I have had to compute the rank of the DFT matrix and even though I did guess that it is full rank, I still had to prove it just to make sure. Note that, as we are dealing with a complex matrix, to make sure that the DFT matrix is full rank, we should show that none of the rows (or columns) is a complex linear combination of the other rows (or columns). Here is a simple proof (if it is correct!):

The DFT matrix (say ${A}$) is defined as:

$\displaystyle \left( \begin{array}{cccccc} 1 & 1 & 1 & \cdots & 1 & 1\\ 1 & e^{\frac{-2\pi i}{N}} & e^{\frac{-2\pi i (2)}{N}} & \cdots & e^{\frac{-2\pi i (N-2)}{N}} & e^{\frac{-2\pi i (N-1)}{N}} \\ 1 & e^{\frac{-2\pi i(2)}{N}} & e^{\frac{-2\pi i (4)}{N}} & \cdots & e^{\frac{-2\pi i (N-2)(2)}{N}} & e^{\frac{-2\pi i (N-1)(2)}{N}} \\ \cdots & \cdots & \cdots & \cdots & \cdots & \cdots \\ 1 & e^{\frac{-2\pi i(N-1)}{N}} & e^{\frac{-2\pi i (N-1)(2)}{N}} & \cdots & e^{\frac{-2\pi i (N-2)(N-1)}{N}} & e^{\frac{-2\pi i (N-1)(N-1)}{N}} \end{array} \right)$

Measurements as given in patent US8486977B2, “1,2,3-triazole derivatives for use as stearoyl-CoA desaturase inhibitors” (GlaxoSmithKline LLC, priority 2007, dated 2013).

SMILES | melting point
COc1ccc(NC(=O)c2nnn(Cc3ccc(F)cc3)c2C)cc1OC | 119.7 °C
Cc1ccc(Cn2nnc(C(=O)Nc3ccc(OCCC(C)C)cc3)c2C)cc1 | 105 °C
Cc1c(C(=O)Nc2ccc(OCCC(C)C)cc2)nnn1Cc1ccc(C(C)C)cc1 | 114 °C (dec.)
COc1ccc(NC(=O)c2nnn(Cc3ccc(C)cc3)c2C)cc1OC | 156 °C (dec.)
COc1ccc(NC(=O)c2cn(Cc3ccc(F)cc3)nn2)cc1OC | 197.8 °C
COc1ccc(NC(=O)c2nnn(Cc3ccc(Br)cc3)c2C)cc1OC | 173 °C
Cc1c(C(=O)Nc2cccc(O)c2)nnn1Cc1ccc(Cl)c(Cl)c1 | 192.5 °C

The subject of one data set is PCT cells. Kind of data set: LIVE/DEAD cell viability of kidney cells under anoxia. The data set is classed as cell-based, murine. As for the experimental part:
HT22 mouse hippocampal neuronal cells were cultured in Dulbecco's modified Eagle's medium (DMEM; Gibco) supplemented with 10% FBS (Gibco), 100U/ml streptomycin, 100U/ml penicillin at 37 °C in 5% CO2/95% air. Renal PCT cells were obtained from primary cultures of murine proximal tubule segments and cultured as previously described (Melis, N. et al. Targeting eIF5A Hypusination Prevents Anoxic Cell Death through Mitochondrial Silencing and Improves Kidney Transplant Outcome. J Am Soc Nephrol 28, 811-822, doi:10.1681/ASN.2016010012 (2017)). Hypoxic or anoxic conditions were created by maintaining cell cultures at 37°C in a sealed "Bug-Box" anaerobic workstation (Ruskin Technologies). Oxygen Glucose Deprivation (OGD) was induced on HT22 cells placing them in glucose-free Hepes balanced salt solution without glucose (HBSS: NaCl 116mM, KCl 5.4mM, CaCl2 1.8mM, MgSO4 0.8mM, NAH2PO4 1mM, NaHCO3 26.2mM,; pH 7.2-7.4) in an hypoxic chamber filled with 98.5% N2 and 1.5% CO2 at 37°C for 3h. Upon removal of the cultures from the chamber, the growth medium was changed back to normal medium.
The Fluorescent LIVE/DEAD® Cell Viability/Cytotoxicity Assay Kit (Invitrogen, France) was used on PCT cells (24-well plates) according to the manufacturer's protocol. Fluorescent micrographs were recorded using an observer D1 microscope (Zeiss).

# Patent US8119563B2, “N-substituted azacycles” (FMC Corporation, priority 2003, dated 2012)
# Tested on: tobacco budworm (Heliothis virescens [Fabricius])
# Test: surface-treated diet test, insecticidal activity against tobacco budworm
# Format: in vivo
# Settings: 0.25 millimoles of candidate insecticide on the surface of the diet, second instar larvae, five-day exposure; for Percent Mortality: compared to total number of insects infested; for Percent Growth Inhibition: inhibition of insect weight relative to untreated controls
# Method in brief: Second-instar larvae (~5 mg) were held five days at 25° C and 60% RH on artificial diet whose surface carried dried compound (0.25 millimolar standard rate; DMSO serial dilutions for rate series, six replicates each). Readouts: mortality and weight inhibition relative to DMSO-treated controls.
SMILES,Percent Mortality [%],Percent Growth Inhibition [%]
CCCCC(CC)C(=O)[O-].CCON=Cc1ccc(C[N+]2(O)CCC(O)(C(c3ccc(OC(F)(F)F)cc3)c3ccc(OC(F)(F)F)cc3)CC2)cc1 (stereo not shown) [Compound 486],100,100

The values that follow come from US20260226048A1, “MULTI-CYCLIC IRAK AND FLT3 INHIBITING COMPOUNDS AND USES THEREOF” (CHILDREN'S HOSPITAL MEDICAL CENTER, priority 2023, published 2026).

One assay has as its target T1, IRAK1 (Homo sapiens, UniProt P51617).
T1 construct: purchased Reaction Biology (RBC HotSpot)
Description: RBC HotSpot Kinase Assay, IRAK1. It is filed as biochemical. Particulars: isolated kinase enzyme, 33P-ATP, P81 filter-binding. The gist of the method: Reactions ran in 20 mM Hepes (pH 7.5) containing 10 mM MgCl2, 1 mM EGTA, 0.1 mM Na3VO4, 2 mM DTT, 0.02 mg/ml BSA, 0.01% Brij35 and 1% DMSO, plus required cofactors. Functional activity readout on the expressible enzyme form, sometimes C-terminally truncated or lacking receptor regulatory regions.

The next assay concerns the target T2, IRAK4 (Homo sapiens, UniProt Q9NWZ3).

The utility of the DFT matrix is of course to compute the discrete fourier transform. If ${f}$ is a ${N}$ dimensional vector of function values then clearly its DFT is just ${\hat{f} = Af}$. Now, if we replace all the elements in the DFT matrix by their inverses, we get a new matrix ${\hat{A}}$ which looks like this:

$\displaystyle \left( \begin{array}{cccccc} 1 & 1 & 1 & \cdots & 1 & 1\\ 1 & e^{\frac{2\pi i}{N}} & e^{\frac{2\pi i (2)}{N}} & \cdots & e^{\frac{2\pi i (N-2)}{N}} & e^{\frac{2\pi i (N-1)}{N}} \\ 1 & e^{\frac{2\pi i(2)}{N}} & e^{\frac{2\pi i (4)}{N}} & \cdots & e^{\frac{2\pi i (N-2)(2)}{N}} & e^{\frac{2\pi i (N-1)(2)}{N}} \\ \cdots & \cdots & \cdots & \cdots & \cdots & \cdots \\ 1 & e^{\frac{2\pi i(N-1)}{N}} & e^{\frac{2\pi i (N-1)(2)}{N}} & \cdots & e^{\frac{2\pi i (N-2)(N-1)}{N}} & e^{\frac{2\pi i (N-1)(N-1)}{N}} \end{array} \right)$

It can be clearly seen that ${\frac{1}{N}\hat{A}}$ is just the matrix associated with the inverse transformation, i.e. ${f=\frac{1}{N}\hat{A}\hat{f}}$. Hence,

$\displaystyle \begin{array}{rcl} f = \frac{1}{N}\hat{A}Af \end{array}$

Now, if the rank of ${A}$ is less than ${N}$ then there exist a vector ${f^\prime \neq 0}$ such that ${Af^\prime = 0}$ (note here that ${A}$ is symmetric so a linear combination of its columns is the same as a linear combination of its rows. Anyways this argument is not needed to write the above). This of course means that ${f^\prime=0}$ from ${f^\prime = \frac{1}{N}\hat{A}Af^\prime}$ which is a mega contradiction.